Throw Pillows: To Chop Or Not Chop
A debate or just a preference: to chop your throw pillows or not? I’ve been reading some interesting articles on decorative pillows written by interior designers on Houzz.com.* The writers insert ample photos of fabulously decorated rooms to make their points. My initial attention is always given to the whole composition of the room. As a maker of decorative pillows, I then give even more attention to these lovely creations. After that, I like to move on to visitor comments. What I find particularly disturbing is the number of comments from readers made about pillows being chopped. Never mind the efforts of the writer’s article; never mind the decorated rooms--the colors, furnishings, decorative accents; and the spectacularly finished walls all coming together beautifully. Never mind any of this. It’s those pillows. Their chopped, karate chopped as some would say. You see, there are at least four ways in how throw pillows are presented: "karate" chopped, straight style, tap on the top and gently tapped inward on the sides or with just a tap only on the top.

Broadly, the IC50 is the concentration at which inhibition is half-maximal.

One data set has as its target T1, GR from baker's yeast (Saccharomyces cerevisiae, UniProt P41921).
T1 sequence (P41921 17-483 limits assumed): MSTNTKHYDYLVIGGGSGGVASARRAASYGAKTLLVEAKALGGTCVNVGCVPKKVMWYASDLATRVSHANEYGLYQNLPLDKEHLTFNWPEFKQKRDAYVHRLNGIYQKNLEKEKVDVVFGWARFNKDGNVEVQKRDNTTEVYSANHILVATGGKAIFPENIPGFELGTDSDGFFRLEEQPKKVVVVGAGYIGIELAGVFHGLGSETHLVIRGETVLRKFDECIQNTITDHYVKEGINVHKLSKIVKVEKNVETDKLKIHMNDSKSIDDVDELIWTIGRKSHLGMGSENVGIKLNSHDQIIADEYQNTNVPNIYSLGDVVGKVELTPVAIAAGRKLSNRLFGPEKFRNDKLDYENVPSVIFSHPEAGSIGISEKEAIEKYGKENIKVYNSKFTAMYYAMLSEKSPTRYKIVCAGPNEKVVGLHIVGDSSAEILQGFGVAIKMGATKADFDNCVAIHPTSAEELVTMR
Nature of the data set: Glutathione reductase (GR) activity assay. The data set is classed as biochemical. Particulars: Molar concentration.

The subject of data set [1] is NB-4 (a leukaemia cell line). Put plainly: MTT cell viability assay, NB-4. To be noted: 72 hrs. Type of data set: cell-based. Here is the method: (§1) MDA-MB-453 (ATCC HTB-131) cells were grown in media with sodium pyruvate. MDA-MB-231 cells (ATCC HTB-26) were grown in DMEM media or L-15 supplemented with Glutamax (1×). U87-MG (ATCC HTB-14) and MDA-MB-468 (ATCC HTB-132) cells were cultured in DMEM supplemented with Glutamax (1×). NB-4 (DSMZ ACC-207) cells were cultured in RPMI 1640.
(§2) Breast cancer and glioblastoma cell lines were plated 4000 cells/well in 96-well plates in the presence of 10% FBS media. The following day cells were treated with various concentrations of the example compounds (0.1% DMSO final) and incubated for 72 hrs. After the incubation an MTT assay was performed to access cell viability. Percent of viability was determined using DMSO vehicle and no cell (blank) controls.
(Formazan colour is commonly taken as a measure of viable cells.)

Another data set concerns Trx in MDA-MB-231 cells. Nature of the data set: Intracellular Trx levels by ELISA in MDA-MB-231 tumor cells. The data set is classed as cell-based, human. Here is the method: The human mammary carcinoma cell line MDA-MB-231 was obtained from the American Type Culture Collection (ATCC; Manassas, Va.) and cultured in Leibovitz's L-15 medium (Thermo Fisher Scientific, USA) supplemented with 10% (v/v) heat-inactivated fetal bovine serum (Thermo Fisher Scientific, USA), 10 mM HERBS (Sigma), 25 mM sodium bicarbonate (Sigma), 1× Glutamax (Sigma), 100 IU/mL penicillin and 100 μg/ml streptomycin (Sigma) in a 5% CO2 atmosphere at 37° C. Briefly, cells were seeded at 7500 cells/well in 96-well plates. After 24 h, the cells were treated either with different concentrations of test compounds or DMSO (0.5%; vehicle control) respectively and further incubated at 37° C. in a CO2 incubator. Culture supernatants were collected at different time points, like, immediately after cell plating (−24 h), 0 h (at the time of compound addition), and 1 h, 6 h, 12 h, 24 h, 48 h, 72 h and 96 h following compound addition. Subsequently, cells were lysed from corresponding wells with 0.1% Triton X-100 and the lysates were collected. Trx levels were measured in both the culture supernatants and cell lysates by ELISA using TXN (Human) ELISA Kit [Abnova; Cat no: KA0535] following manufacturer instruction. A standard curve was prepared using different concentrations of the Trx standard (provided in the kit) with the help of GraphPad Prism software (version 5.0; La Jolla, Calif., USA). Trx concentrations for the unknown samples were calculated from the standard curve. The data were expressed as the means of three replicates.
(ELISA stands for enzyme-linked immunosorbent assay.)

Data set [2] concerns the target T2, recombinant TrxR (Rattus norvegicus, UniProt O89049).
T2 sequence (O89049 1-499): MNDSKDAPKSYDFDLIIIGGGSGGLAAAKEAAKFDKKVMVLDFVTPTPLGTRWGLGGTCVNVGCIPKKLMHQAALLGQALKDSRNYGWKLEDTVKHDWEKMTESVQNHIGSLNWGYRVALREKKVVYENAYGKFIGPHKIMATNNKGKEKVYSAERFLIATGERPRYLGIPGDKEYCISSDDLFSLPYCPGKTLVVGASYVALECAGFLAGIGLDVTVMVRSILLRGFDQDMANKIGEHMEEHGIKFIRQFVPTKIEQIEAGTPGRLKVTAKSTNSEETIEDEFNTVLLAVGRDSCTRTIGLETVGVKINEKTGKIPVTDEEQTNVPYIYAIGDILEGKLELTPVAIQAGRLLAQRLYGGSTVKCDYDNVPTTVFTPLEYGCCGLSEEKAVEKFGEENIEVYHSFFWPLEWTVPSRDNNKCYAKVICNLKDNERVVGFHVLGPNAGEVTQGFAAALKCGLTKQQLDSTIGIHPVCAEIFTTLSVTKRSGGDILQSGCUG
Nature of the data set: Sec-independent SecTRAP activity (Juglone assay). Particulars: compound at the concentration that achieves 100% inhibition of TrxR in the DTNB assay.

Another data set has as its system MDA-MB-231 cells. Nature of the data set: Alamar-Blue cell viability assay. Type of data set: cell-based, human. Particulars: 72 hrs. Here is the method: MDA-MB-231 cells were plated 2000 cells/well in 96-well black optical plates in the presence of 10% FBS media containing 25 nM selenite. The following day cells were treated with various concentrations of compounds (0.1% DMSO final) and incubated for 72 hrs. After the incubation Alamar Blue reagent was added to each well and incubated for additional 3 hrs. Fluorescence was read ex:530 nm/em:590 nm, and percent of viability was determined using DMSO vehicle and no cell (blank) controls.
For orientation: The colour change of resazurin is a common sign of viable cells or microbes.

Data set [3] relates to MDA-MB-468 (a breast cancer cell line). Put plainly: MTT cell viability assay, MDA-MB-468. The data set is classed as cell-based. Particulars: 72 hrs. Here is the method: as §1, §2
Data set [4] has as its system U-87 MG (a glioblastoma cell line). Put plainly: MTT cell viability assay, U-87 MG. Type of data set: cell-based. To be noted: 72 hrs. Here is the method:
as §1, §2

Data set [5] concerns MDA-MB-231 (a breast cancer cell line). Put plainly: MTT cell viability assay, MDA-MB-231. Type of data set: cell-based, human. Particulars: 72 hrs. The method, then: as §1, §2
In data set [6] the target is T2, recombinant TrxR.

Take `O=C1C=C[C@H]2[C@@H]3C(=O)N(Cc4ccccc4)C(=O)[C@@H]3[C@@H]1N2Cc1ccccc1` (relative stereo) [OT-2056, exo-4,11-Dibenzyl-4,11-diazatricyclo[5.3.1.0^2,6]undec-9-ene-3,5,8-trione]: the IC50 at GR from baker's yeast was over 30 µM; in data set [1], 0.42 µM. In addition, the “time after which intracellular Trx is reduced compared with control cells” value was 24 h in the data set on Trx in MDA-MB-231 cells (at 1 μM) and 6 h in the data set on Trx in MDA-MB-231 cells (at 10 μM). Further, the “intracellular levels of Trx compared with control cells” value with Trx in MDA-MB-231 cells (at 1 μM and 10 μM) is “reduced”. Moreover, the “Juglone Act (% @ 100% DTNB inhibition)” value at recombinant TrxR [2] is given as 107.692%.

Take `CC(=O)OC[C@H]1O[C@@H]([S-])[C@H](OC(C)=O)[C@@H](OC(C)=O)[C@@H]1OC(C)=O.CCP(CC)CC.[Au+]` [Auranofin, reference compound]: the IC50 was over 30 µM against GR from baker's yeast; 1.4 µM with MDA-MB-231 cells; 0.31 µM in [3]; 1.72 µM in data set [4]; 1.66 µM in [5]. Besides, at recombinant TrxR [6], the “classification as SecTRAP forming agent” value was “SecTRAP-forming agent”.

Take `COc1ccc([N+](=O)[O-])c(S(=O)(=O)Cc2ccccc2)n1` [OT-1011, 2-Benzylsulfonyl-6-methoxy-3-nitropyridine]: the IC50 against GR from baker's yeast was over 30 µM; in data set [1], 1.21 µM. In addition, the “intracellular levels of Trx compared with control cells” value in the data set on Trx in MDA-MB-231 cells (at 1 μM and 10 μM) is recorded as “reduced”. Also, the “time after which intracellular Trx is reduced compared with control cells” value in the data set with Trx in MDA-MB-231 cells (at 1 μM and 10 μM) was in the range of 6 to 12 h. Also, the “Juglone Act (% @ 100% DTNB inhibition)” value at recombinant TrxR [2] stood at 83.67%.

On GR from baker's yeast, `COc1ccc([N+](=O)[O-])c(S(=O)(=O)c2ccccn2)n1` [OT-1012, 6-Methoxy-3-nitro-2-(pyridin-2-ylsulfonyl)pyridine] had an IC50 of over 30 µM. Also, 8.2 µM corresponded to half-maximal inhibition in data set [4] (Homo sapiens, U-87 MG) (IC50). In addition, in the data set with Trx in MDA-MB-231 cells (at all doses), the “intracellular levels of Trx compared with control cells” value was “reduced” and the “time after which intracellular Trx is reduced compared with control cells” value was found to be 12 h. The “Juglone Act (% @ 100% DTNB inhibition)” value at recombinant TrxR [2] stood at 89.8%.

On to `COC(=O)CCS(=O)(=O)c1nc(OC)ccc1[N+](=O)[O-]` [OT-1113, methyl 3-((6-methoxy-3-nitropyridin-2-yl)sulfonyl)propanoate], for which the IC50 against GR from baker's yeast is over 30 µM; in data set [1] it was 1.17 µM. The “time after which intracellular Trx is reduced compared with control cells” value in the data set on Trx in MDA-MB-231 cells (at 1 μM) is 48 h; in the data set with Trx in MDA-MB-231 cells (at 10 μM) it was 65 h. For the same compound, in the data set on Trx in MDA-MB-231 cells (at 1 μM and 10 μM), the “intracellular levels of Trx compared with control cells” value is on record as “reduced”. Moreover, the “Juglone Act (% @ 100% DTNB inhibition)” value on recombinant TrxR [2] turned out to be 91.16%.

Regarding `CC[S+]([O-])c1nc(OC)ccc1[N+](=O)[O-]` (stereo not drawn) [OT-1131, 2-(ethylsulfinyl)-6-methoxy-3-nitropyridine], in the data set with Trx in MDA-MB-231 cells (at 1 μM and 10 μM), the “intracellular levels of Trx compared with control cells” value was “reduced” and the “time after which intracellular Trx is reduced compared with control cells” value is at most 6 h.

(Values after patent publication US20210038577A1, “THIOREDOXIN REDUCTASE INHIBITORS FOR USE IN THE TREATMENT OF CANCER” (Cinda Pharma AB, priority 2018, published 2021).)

Karate chopping decorative pillows was once a trend but has now gone out of fashion--for some. For them, seeing a chopped pillow is not just bad taste but cause to fixate, circle the poor pillows and denigrate them without mercy with one comment after another, after another. Whether one likes to chop or not to chop their pillows and whether one cares about following trends or not, it seems to me the question is does it work in the composition of the room? And does it please the creator of the decorated room?
(This is a republished post from Annsliee-blogs.net archive.)
*Here are a couple of great articles on decorative pillows: